Indian medical device and pharma sectors witnessed a disruption in the supply chain due to the COVID-19 crisis, particularly due to temporary suspension of raw materials and Class 1 medical devices from China. Currently, the Indian government is strongly focusing on building India’s capability in the healthcare, pharma and bulk chemicals sector to reduce import dependency. India can benefit from Irish partnerships in R&D, education/training and innovative technology to help to build a stronger infrastructure to support India’s vision to be more self-reliant.

Irish companies have a lot to gain by engaging with the Indian pharma industry which is strategically placed to cater to the COVID-19 crisis. India has considerable manufacturing expertise; Indian companies are among the world leaders in the production of generics and vaccines. As both of these areas become more important, Indian producers are likely to take a large role on the world stage – and potentially partner with global pharma companies. India now produces more than 20 per cent of the world’s generics. Vaccines are another prominent area of growth. India is one of the largest vaccine producers in the world and is estimated to produce around 70 per cent of the global vaccine and exports to about 150 countries.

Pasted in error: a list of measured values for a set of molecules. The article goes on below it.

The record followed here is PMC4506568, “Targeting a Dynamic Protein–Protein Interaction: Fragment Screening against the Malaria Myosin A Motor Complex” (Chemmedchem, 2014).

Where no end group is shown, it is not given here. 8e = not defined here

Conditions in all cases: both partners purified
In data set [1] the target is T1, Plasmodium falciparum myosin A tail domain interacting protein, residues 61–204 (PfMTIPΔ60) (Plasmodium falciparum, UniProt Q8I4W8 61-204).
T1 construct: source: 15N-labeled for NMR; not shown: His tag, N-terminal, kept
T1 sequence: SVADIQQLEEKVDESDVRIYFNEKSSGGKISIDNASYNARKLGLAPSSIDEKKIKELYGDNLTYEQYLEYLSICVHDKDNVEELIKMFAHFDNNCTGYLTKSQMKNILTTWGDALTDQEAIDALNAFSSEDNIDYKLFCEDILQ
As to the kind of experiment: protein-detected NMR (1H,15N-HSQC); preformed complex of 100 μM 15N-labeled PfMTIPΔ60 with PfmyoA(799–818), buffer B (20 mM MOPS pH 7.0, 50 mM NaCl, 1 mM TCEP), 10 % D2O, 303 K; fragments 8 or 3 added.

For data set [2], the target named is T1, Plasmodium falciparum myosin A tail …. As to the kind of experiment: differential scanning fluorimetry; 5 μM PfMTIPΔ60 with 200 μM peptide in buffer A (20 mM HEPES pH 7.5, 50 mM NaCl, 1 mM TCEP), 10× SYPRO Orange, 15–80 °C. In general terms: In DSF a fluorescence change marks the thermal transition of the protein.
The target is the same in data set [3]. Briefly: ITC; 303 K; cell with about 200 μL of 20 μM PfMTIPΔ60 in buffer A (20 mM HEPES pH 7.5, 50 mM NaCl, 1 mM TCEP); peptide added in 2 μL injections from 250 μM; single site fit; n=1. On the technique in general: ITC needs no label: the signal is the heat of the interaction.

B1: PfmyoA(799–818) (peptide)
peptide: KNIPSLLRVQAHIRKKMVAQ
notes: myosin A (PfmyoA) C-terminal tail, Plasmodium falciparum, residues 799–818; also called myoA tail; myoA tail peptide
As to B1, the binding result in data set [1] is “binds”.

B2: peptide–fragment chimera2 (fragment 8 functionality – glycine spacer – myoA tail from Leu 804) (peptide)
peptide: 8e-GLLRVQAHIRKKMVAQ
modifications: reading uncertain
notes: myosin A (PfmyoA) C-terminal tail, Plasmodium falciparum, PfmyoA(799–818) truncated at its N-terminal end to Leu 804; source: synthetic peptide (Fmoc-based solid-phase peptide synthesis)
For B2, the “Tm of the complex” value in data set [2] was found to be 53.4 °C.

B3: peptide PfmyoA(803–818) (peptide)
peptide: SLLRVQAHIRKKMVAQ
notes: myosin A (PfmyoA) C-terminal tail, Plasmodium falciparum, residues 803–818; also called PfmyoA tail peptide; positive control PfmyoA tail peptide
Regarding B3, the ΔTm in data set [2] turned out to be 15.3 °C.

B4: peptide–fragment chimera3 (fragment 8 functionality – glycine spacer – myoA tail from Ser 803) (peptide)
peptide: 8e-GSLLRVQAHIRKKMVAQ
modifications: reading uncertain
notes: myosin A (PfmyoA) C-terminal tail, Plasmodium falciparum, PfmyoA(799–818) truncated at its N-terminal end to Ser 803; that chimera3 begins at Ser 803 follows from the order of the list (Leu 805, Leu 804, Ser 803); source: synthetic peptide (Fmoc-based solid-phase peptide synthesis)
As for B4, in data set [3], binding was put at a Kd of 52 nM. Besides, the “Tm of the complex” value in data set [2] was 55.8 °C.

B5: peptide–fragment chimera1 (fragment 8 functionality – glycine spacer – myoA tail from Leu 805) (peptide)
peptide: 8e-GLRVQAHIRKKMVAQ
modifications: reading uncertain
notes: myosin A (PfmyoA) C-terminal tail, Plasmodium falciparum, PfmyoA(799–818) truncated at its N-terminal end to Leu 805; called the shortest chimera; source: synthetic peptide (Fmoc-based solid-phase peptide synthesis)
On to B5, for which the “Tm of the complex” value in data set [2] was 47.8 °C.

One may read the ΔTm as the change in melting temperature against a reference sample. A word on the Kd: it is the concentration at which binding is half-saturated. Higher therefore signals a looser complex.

Enterprise Ireland has appointed an Indian for the first time as the Director for India and South Asian regions. How will your experience and understanding of the Indian market help you make decisions and chart strategies?